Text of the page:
accessibility that mirror international standards and education is understood as the basis on which all human reality to take active roles (action) in our society. Such is harmonious manner the various dimensions that allow
provide equal opportunity to all citizens. Since education processes are developed - cognitive, psycho- social, the case of the approach of teaching for understanding the child to be potentiated intellectually, humanly,
is considered one of the pillars for the development of affective and emotional, psychological, and physical. In (Perkins, 1992), whose principles were taken into socially and professionally. This comprehensive view of
the country, designing a Suggested English Curriculum Colombia, decree 2247 of 1997 establishes a pedagogical account in the design of this curriculum. Teaching for learning is favored in this Curriculum Suggested from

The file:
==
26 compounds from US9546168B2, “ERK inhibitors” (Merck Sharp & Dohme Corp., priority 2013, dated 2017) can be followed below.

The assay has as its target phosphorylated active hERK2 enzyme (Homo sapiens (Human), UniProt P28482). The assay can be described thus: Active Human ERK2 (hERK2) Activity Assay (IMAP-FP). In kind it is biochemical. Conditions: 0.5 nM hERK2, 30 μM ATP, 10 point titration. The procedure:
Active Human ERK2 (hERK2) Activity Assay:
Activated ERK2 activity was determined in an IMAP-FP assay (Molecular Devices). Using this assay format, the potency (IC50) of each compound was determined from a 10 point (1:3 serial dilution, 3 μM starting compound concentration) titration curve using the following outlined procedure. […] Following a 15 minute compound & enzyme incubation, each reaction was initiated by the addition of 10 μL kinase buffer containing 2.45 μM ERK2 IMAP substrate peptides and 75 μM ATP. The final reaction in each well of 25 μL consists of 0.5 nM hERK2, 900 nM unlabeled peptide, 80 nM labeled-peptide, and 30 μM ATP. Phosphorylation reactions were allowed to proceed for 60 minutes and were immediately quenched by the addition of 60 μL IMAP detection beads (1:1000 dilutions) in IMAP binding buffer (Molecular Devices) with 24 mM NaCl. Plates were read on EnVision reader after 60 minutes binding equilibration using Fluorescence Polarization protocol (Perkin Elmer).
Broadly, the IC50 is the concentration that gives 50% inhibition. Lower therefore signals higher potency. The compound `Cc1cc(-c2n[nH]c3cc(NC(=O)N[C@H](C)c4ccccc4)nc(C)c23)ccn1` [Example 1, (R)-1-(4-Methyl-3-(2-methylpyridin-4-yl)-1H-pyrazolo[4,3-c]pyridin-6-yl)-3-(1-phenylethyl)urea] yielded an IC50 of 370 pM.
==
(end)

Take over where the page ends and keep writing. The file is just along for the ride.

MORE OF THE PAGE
for Transition to Primary becomes an essential element proposal for early childhood starting from human understanding is based on the idea that all learning transition to fifth grade.
for quality and equality. A clear definition of the concepts dimensions, namely: corporal, communicative, personal is situated and meaningful to the learner. Perkins’
of education, learning, language, learning a foreign and social, cognitive and aesthetic. A pedagogical extensive research (1992) on learning, more specifically 4.2.1. Language Learning
language and the reference framework for methodology framework is then proposed based on four principles: on understanding, offered ideas on four dimensions of